It was nearly 2pm before I got to use the phone. I couldn’t dial the numbers myself; they chaplain or one of the lieutenants did that for me. I was happy to speak to everyone I got through to. I wanted to assure everyone that I wasn’t able to visit that I was okay and that if it came down to it and they got me I hoped they would be okay. My approach to all of this has been that whatever is gonna happen will happen. All we can do is all we can do. I trust that the universe only gives us what we need for the evolution of consciousness, and I am open to that completely. I wanted to convey the peace and love and light I felt to everyone I spoke to. The conversations were highly emotional, obviously, but I felt all of your love and strength. It was surreal, trying to maintain balance and let you all know how much I thank you, how much I love you and am grateful for everything. Even the ones I couldn’t visit or speak to, I felt you.

There was such a strong showing of support and love and light from you all through letters, visits and calls, and it meant so much to me. I love you all, eternally!!

Around 3:10pm the phone on the wall rang. It only rings when someone from overseas calls or the attorney calls. It was my attorney.  David Dow said, “Robert, I have Kelly and Jeff in the room. I wanted to be the one to tell you that today is NOT the day you will be executed!” And the room he was in burst with applause and cheers. I told him all thank you and that I love them!! I totally do!! They have been fighting so hard for me. I felt their own raw emotions through all of it. Dow told me that the judge granted additional DNA testing on the murder weapon. Later I learned that they have 30 days to do the testing. Guess that shows that they can expedite these things when they want to…
I now know that the other three issues I had filed in the Supreme Court have been denied. All I have left is the DNA issue. If they again cannot develop a profile off the weapon then it’s inconclusive and that’s not good for me. It could mean that we’ll soon be going through this all over again. Only this time it could turn out differently…. But I cannot dwell on that. I think I’m still here now for a reason, and I am open to discovering it. There are things unfinished, so I’m prepared to do whatever is left. Of course it would be cool if that means freedom someday, freedom physically, and experiences beyond these walls, but I’m open for whatever…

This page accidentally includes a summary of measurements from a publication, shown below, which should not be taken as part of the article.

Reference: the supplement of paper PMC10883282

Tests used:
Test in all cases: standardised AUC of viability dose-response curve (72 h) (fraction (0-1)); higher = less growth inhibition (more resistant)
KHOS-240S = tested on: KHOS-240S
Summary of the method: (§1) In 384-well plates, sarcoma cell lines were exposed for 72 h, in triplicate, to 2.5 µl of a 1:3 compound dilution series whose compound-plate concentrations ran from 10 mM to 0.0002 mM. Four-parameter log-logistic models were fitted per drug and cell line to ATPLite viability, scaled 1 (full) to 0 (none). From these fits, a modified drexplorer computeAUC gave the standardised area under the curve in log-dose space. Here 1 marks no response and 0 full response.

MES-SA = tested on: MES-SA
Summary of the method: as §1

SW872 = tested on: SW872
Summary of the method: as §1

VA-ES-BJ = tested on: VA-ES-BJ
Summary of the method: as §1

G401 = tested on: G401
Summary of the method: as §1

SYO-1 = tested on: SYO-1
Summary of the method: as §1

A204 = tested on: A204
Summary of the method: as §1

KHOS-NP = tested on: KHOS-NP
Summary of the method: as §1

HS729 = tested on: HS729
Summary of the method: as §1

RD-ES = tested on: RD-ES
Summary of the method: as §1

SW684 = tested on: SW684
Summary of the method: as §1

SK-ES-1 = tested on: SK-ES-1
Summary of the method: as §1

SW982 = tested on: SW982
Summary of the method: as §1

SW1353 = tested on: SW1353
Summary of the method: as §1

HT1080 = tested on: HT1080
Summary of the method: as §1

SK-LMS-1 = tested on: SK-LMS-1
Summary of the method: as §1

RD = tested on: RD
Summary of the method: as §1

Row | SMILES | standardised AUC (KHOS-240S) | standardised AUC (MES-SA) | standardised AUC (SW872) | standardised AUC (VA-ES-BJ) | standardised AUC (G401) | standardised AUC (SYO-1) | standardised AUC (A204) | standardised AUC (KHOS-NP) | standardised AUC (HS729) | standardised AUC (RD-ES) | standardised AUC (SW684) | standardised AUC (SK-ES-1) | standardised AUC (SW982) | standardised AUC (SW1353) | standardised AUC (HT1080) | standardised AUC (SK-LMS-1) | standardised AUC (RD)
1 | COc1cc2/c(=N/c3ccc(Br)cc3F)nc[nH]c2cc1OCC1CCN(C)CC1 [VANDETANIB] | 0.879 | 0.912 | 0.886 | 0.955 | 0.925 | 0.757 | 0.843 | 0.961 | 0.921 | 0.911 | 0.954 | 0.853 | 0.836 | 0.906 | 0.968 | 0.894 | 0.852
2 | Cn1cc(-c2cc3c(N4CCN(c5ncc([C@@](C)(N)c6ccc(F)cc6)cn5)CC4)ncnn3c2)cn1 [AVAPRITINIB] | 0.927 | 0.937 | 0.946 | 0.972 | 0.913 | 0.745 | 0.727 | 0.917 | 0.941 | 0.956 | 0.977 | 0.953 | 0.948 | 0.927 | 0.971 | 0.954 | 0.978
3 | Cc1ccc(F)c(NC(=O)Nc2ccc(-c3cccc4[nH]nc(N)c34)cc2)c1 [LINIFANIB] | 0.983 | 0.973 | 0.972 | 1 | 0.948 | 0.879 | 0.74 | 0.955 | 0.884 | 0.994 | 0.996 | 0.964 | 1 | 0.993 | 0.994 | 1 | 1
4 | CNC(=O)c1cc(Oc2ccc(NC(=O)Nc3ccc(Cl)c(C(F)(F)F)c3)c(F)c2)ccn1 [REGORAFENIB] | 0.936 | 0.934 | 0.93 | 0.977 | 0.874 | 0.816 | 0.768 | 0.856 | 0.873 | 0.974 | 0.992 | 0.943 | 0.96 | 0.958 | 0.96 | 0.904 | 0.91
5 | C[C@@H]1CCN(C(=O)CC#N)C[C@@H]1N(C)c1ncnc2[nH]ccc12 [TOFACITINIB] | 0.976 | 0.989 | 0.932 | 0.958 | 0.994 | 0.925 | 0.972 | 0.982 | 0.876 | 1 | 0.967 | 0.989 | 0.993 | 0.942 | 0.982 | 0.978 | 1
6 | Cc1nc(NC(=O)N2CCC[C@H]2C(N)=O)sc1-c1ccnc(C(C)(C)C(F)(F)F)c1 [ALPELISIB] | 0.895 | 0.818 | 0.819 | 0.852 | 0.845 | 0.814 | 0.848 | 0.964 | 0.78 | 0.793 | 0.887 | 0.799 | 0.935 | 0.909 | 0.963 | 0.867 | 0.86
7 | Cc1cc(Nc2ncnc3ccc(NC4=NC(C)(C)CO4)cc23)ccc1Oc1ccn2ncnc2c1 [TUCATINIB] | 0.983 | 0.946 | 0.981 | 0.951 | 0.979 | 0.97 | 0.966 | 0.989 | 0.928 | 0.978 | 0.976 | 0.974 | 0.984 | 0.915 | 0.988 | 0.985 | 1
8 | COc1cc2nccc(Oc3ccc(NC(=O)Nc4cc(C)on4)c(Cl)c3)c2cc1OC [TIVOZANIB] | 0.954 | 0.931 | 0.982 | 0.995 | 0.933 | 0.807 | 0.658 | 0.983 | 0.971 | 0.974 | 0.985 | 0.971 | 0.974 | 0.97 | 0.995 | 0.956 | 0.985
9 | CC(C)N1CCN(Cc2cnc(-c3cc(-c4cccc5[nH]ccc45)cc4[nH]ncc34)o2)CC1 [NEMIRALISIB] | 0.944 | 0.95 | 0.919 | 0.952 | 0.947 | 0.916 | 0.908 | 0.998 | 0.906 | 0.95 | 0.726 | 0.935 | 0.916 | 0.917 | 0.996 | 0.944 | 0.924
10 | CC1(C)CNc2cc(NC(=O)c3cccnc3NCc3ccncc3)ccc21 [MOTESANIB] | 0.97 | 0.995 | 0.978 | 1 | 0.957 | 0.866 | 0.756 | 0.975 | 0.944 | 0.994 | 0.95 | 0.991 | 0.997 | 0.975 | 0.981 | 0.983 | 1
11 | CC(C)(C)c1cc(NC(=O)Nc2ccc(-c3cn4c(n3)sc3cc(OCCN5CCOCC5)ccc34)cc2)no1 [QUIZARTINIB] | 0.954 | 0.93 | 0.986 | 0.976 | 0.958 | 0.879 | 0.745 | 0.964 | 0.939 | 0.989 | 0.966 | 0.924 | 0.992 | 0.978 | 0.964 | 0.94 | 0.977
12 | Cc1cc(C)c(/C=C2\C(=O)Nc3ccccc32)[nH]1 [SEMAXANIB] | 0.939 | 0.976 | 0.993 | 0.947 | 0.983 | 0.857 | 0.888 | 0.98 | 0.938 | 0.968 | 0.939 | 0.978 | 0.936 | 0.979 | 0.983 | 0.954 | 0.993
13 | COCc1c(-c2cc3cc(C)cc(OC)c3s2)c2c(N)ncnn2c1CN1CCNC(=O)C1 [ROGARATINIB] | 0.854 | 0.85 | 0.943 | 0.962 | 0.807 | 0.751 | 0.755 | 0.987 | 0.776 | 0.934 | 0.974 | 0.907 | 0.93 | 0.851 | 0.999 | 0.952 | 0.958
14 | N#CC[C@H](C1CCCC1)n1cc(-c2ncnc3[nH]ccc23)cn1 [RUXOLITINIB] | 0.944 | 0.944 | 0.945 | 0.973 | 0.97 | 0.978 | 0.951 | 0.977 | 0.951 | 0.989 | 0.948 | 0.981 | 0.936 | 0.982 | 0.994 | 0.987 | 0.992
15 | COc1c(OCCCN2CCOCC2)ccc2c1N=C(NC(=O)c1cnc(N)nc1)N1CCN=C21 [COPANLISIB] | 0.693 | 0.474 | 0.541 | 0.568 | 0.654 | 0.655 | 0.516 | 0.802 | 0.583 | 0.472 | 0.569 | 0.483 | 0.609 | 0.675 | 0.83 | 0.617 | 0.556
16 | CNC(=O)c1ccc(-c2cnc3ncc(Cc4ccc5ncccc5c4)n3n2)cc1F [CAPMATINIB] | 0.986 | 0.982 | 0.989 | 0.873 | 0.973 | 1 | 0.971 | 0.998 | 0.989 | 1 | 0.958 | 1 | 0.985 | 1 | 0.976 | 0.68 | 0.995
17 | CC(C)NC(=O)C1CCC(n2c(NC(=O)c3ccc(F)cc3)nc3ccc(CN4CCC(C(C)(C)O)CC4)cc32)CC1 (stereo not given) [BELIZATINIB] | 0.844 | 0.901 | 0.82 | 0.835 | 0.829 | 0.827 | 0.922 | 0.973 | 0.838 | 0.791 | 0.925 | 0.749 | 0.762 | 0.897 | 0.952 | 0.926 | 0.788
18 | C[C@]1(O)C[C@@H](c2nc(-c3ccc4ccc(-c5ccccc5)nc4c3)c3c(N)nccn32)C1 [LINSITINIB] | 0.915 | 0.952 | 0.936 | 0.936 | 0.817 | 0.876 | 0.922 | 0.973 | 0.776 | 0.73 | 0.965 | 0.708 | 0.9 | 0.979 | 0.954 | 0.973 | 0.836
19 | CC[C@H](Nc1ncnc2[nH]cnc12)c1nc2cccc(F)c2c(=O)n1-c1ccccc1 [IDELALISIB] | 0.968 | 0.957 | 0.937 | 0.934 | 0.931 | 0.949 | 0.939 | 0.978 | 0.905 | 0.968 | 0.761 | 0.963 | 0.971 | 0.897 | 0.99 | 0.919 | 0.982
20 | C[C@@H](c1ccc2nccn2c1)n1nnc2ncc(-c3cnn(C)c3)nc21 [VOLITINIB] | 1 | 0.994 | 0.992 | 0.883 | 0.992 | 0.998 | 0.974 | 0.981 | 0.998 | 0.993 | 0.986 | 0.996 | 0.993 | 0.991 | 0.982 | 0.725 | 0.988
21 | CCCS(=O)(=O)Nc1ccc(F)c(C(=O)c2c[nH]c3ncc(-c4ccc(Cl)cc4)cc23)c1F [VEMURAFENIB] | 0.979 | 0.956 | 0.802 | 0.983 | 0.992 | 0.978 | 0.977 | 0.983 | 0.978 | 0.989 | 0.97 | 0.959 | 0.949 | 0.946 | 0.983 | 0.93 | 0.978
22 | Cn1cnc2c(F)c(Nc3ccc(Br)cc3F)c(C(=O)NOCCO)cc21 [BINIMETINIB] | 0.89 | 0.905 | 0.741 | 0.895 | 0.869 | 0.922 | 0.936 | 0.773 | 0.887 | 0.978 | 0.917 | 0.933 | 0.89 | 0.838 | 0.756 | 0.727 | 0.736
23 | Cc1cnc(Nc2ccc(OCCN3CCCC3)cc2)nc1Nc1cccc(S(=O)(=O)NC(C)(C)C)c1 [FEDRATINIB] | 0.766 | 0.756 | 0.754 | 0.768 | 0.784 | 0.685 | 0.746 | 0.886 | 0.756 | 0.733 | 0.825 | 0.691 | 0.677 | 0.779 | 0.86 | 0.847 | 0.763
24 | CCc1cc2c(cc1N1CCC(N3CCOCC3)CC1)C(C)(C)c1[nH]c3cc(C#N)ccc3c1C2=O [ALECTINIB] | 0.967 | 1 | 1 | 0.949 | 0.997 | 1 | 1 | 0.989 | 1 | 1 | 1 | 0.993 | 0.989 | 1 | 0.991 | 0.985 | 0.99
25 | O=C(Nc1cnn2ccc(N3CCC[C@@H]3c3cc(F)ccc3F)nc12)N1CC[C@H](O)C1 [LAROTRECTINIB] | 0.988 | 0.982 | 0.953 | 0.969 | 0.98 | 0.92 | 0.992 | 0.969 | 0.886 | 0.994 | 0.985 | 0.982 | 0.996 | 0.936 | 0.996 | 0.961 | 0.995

They let me use the phone until they got official word of the stay. I ate my “last meal” and got to hear the excitement in everyone’s voices at the hospitality house, as well as people who couldn’t be there. From the moment I heard the news of the stay I was in a very excited state myself—I might’ve even done a little dance in the cell ;) - so it was awesome to ride those waves of relief and exhilaration with you all … Then about 4pm they loaded me back into the death van and took me back to Polunsky. The same crew that took me there brought me back. On the ride over to the Walls I slid to the end of the bench and asked the black male captain how many times he had done this and how he could be so detached from it? He said it’s just his job and ordered me back to the middle of the bench and told me to keep my legs spread. On the return trip he wasn’t nearly as intense. He asked me how I felt and I told him great. I used that opportunity to explore his mentality further. It just confounded me that anyone could do such a job and keep a clean conscience. He said he believed in what he was doing, that the bible said an eye for and eye and that people who break the law must pay for it. I almost asked him what he thought about Jesus’s words on love and forgiveness, but I didn’t.
It was clear that he was so indoctrinated in this culture of killing and that I wouldn’t be able to break him out of it. The same for the female captain. I couldn’t help but wonder about her and if she was in touch with her female instincts at all? She believed in it. It all just seemed so strange to me. That nearly all of the rank at the Walls are black or Hispanic. It seems like an oxymoron; an extremely right wing conservative that’s also a minority. Weird. 

Once we arrived back to Polunsky’s back gate the region I director opened the back door of the van with pure hate and venom spat, “Congratulations!  Now you can go back to your concrete box. That ain’t livin!!” …as he slammed the door. These people were clearly upset that they couldn’t kill me Tuesday. I didn’t let him or any of them steal my cool or peace. See, the previous Saturday I totally lost my cool and got angry when they wouldn’t allow my niece to visit. I later felt ashamed and disappointed in myself for being knocked off balance. And I didn’t want that to happen again through the most difficult storm of my life. Somehow, I made it through the 28th feeling very centered and calm. I was fully prepared to release form completely if that was how it played out. I was deep in the process of detachment. I was even a bit excited about the next part of the journey. And I often felt the pure joy of Being. How many others that encountered me that day felt it? I thought more than a few did. It was such an awesome experience, knowing that they felt what I was feeling. Knowing that they had glimpsed eternity with me that day…. I love you all so fucking much!!!

I spent my first night back in the same cell I left from. I just knew that the director had a hand in that, but I didn’t let it prevent me from sleeping a solid 11 hours!! I needed it! ;) I’m now on C-pod in a cell that faces the sunset. I plan to take advantage of that every evening, I assure you!!

Again, thank you all for your love and support. You were with me every step of the way. I don’t know what the future holds? But we have the moment, and I hope we all can appreciate it ….

Love & Light,
Robert